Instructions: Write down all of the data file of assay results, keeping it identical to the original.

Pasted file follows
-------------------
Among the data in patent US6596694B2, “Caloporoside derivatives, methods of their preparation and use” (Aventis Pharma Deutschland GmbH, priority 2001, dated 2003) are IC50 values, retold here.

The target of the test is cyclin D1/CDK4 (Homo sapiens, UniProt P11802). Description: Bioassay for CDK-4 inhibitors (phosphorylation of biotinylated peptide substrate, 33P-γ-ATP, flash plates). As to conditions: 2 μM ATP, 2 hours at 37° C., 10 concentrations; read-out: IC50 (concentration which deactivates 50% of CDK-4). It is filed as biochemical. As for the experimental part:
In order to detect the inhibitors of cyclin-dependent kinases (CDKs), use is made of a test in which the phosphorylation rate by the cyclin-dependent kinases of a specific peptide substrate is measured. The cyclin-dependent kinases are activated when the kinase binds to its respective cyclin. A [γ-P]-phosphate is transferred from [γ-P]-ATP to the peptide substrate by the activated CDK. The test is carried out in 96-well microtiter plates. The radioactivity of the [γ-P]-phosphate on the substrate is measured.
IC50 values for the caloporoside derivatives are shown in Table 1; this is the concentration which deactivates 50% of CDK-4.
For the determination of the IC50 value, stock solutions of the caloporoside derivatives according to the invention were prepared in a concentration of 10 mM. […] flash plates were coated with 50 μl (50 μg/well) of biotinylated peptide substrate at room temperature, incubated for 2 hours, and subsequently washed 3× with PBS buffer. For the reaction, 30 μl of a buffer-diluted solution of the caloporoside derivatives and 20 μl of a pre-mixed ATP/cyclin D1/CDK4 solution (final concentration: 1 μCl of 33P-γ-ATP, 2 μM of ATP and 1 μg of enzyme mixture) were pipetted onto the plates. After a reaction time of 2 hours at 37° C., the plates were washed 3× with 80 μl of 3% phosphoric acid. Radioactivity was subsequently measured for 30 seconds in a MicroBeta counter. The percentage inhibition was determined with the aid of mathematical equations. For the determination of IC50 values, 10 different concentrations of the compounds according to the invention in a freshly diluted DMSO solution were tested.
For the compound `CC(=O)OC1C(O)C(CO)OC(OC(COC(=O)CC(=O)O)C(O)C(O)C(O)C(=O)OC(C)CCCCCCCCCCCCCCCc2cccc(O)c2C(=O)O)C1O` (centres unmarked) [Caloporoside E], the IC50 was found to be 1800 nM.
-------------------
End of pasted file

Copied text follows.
Among the data in patent US6596694B2, “Caloporoside derivatives, methods of their preparation and use” (Aventis Pharma Deutschland GmbH, priority 2001, dated 2003) are IC50 values, retold here.

The target of the test is cyclin D1/CDK4 (Homo sapiens, UniProt P11802). Description: Bioassay for CDK-4 inhibitors (phosphorylation of biotinylated peptide substrate, 33P-γ-ATP, flash plates). As to conditions: 2 μM ATP, 2 hours at 37° C., 10 concentrations; read-out: IC50 (concentration which deactivates 50% of CDK-4). It is filed as biochemical. As for the experimental part:
In order to detect the inhibitors of cyclin-dependent kinases (CDKs), use is made of a test in which the phosphorylation rate by the cyclin-dependent kinases of a specific peptide substrate is measured. The cyclin-dependent kinases are activated when the kinase binds to its respective cyclin. A [γ-P]-phosphate is transferred from [γ-P]-ATP to the peptide substrate by the activated CDK. The test is carried out in 96-well microtiter plates. The radioactivity of the [γ-P]-phosphate on the substrate is measured.
IC50 values for the caloporoside derivatives are shown in Table 1; this is the concentration which deactivates 50% of CDK-4.
For the determination of the IC50 value, stock solutions of the caloporoside derivatives according to the invention were prepared in a concentration of 10 mM. […] flash plates were coated with 50 μl (50 μg/well) of biotinylated peptide substrate at room temperature, incubated for 2 hours, and subsequently washed 3× with PBS buffer. For the reaction, 30 μl of a buffer-diluted solution of the caloporoside derivatives and 20 μl of a pre-mixed ATP/cyclin D1/CDK4 solution (final concentration: 1 μCl of 33P-γ-ATP, 2 μM of ATP and 1 μg of enzyme mixture) were pipetted onto the plates. After a reaction time of 2 hours at 37° C., the plates were washed 3× with 80 μl of 3% phosphoric acid. Radioactivity was subsequently measured for 30 seconds in a MicroBeta counter. The percentage inhibition was determined with the aid of mathematical equations. For the determination of IC50 values, 10 different concentrations of the compounds according to the invention in a freshly diluted DMSO solution were tested.
For the compound `CC(=O)OC1C(O)C(CO)OC(OC(COC(=O)CC(=O)O)C(O)C(O)C(O)C(=O)OC(C)CCCCCCCCCCCCCCCc2cccc(O)c2C(=O)O)C1O` (centres unmarked) [Caloporoside E], the IC50 was found to be 1800 nM.